Quote Originally Posted by pdf64 View Post
The usual action of the heater winding CT is to force the heater circuit to become 'balanced', with respect to 0V / circuit common.
As (in normal operation) there's no current flow via the CT, a suitable pair of resistors can do the exact same thing when there's no CT, nothing artificial / false / fake about it.
Hence I suggest they may be referred to as 'heater circuit balancing resistors' or just 'heater balancing resistors'
Ok. Good call. And I think Bob would be better with that I don't think anyone would become confused WRT a filament winding if any of us were to write "balance resistors" or "balancing resistors" (since we actually HAVE done this) instead of "virtual center tap". I may try to commit to this.
 
eschertron 5/16/2018 8:15 AM
Quote Originally Posted by pdf64 View Post
The usual action of the heater winding CT is to force the heater circuit to become 'balanced', with respect to 0V / circuit common.
As (in normal operation) there's no current flow via the CT, a suitable pair of resistors can do the exact same thing when there's no CT, nothing artificial / false / fake about it.
Hence I suggest they may be referred to as 'heater circuit balancing resistors' or just 'heater balancing resistors'
I agree too. However, we will need to begin calling the heater "center tap" a more functionally-correct name: the heater "balance tap" in order to keep the nomenclature proper.
 
bob p 5/16/2018 1:11 PM
Quote Originally Posted by pdf64 View Post
The usual action of the heater winding CT is to force the heater circuit to become 'balanced', with respect to 0V / circuit common.
As (in normal operation) there's no current flow via the CT, a suitable pair of resistors can do the exact same thing when there's no CT, nothing artificial / false / fake about it.
Hence I suggest they may be referred to as 'heater circuit balancing resistors' or just 'heater balancing resistors'
Just to be clear, I'm not intent on forcing terminology on anyone, and I'm not trying to force a change in what the resistors are called. I started off asking where the "virtual center tap" term originated and then I complained that that terminology wasn't a particularly good description because although we observe similar behavior in one circumstance, those similarities can't be extrapolated to all center-tapped secondary behavior.

Anyone can use any term they like that gets their idea across. (Chuck, I'd prefer if you didn't even pause to think about it.) I'm just glad that some people think enough of the this topic to humor me by suggesting other names.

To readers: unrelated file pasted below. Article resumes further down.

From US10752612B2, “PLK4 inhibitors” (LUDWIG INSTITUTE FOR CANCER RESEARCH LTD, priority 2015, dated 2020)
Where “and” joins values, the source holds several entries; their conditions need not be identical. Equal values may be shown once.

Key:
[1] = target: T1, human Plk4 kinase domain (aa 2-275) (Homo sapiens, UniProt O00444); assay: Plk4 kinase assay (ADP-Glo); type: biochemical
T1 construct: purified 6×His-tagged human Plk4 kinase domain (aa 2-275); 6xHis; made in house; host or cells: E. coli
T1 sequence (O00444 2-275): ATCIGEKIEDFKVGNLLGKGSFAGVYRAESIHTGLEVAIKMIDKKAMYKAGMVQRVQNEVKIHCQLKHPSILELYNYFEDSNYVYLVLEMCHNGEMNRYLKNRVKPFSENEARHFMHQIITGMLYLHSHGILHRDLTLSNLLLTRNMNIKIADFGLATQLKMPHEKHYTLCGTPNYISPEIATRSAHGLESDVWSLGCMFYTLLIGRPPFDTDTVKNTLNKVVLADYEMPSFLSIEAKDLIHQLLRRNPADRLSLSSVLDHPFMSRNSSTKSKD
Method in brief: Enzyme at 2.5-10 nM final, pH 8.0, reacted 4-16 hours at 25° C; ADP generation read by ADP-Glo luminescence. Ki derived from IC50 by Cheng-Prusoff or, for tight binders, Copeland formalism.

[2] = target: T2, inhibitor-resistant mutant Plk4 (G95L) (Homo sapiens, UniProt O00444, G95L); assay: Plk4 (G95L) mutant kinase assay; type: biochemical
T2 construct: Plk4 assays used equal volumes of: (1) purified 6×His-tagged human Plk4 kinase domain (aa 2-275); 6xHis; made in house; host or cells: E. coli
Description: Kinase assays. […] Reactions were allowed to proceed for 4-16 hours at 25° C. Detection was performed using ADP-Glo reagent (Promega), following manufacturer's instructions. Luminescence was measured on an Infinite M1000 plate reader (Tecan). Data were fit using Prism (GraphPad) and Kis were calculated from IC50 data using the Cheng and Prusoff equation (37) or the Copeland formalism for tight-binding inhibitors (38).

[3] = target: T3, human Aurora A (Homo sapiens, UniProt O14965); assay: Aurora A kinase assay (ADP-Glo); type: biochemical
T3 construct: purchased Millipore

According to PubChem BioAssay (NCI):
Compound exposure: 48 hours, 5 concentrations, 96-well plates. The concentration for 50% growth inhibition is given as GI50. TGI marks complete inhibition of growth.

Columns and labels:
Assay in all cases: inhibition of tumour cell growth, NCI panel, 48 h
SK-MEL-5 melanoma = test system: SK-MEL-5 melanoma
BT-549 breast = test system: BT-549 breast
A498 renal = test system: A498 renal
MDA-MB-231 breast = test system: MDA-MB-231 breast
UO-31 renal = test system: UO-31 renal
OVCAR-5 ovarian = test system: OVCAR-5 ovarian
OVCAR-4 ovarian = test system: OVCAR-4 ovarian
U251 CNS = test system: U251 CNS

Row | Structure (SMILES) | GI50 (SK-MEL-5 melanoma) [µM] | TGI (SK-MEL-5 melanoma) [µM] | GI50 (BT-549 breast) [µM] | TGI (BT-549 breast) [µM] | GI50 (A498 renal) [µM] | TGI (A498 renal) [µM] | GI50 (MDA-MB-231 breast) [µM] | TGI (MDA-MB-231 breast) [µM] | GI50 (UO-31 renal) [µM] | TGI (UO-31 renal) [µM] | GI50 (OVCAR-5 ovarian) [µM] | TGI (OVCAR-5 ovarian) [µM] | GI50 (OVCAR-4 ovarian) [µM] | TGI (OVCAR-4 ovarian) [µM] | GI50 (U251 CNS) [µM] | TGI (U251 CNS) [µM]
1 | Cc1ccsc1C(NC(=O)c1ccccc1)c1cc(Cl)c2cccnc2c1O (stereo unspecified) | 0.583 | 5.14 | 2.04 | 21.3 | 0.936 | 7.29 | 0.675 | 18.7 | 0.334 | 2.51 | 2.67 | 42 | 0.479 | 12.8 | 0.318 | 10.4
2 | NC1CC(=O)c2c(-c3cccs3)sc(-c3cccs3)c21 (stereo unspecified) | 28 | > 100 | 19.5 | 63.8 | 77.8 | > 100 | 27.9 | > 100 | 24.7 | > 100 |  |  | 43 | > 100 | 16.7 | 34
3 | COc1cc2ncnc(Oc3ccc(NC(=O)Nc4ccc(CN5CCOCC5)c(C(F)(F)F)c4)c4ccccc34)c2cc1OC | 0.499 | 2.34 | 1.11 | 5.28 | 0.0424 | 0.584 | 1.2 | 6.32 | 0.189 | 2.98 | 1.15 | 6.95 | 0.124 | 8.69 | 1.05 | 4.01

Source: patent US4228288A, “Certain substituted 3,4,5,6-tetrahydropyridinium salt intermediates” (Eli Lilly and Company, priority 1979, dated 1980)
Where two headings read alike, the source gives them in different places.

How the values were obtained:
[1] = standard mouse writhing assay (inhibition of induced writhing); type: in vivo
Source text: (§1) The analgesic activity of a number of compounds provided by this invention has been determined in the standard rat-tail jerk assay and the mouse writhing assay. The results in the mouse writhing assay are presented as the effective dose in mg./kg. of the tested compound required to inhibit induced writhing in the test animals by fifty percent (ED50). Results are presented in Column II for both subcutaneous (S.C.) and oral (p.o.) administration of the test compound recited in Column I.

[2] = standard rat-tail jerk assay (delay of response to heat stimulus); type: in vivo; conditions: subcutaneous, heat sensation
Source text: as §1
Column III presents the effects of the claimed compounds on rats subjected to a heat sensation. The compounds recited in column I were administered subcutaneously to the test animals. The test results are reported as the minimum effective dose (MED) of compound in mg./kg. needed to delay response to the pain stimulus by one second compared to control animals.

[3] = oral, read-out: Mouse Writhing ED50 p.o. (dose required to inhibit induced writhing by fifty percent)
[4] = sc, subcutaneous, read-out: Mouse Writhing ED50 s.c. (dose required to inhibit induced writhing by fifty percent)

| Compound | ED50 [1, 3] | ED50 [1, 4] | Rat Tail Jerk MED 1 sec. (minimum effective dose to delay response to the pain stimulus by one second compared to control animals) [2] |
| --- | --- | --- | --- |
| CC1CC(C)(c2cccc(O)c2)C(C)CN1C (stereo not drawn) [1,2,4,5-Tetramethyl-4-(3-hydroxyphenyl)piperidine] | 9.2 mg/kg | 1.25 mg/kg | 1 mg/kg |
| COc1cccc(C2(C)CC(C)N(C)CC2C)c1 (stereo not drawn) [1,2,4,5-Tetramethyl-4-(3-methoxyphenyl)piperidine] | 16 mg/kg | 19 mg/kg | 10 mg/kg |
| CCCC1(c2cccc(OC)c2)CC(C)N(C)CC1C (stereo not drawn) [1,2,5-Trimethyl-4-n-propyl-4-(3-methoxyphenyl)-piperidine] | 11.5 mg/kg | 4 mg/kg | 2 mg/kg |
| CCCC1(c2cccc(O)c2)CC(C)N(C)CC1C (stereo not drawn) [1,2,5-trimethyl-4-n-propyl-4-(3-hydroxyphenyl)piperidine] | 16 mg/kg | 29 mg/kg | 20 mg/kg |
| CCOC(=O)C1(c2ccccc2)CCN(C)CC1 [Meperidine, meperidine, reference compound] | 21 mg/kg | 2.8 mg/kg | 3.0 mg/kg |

I do like a lot of the ideas that have been suggested. Being a curmudgeon, I just prefer terms that don't inject confusion by oversimplifying and potentially implying that a pair of resistors can transform a non-center-tapped secondary into the equivalent of a center-tapped secondary. Of course we know better.

What to call the resistors? Any term that gets the point across is a term that works. Me? As far as slang goes, I'm biased toward descriptions that describe the desired result (DC voltage offset) or effect (hum reduction), rather than descriptions that are based on the superficial appearance of a schematic rendering that doesn't accurately represent an equivalent circuit. Because the resistors' effects on hum is their intended purpose, I guess it makes sense to refer to them that way, with a name that describes their function. In that respect I like the suggestion for "hum balancing" or even "humdinger" though I personally like "DC offset." Those hum-based terms seem to describe their audible effect, which seems to be what some people are after. And there's the added benefit that "hum balancing" and "humdinger" don't have very many syllables, for those who care about that sort of thing.

All of the terms that have suggested so far sound a lot better to me than "virtual center tap". For some reason that term has always bugged me (as if you haven't noticed).
 
Bob M. 5/16/2018 1:47 PM
Well, I had no idea what a semantic can of worms I was opening.

My comments were about my Fender Champ amp, not the VibroChamp although they are 'kissin' cousins' and pretty much the same thing, minus the tremolo. My Champ is somewhat stock but over the years I've developed some things that improve these little workhorses and I decided to dive in and do that to this one while at the same time trying out a new preamp design that I like alot. The amp wasn't broken but I just had a free day and it was raining hard outside, a perfect shop day. I've got about six of these Champs and VCs lying about: I've got a Rem-Champ (Remaking of a Champ - Glass Audio), a Swamp Champ (really a one channel Bandmaster in a VC box), a super stock VC (a tricked out, blueprinted but still pretty stock VC - great amp) and a couple of beaters as well.